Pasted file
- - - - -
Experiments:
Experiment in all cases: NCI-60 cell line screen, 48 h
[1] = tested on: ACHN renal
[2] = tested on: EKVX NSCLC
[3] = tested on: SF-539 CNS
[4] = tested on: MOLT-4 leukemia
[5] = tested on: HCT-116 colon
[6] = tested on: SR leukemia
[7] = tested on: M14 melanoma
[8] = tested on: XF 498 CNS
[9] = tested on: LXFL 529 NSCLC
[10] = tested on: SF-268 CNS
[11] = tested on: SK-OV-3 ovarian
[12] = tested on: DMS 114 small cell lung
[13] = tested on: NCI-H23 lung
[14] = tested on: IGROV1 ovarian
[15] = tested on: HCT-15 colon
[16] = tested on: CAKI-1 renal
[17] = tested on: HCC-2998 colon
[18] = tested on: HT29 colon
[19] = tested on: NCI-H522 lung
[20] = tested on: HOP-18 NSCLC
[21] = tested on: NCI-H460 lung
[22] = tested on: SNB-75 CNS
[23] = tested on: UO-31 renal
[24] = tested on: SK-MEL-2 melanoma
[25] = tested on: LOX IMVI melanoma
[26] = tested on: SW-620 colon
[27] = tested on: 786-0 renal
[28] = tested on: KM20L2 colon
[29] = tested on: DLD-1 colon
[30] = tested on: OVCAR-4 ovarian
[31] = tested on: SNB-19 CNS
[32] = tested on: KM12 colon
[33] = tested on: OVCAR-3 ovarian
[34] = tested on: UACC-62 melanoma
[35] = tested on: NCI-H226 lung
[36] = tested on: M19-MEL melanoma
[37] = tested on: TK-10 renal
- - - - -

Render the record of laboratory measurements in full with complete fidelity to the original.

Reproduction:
Experiments:
Experiment in all cases: NCI-60 cell line screen, 48 h
[1] = tested on: ACHN renal
[2] = tested on: EKVX NSCLC
[3] = tested on: SF-539 CNS
[4] = tested on: MOLT-4 leukemia
[5] = tested on: HCT-116 colon
[6] = tested on: SR leukemia
[7] = tested on: M14 melanoma
[8] = tested on: XF 498 CNS
[9] = tested on: LXFL 529 NSCLC
[10] = tested on: SF-268 CNS
[11] = tested on: SK-OV-3 ovarian
[12] = tested on: DMS 114 small cell lung
[13] = tested on: NCI-H23 lung
[14] = tested on: IGROV1 ovarian
[15] = tested on: HCT-15 colon
[16] = tested on: CAKI-1 renal
[17] = tested on: HCC-2998 colon
[18] = tested on: HT29 colon
[19] = tested on: NCI-H522 lung
[20] = tested on: HOP-18 NSCLC
[21] = tested on: NCI-H460 lung
[22] = tested on: SNB-75 CNS
[23] = tested on: UO-31 renal
[24] = tested on: SK-MEL-2 melanoma
[25] = tested on: LOX IMVI melanoma
[26] = tested on: SW-620 colon
[27] = tested on: 786-0 renal
[28] = tested on: KM20L2 colon
[29] = tested on: DLD-1 colon
[30] = tested on: OVCAR-4 ovarian
[31] = tested on: SNB-19 CNS
[32] = tested on: KM12 colon
[33] = tested on: OVCAR-3 ovarian
[34] = tested on: UACC-62 melanoma
[35] = tested on: NCI-H226 lung
[36] = tested on: M19-MEL melanoma
[37] = tested on: TK-10 renal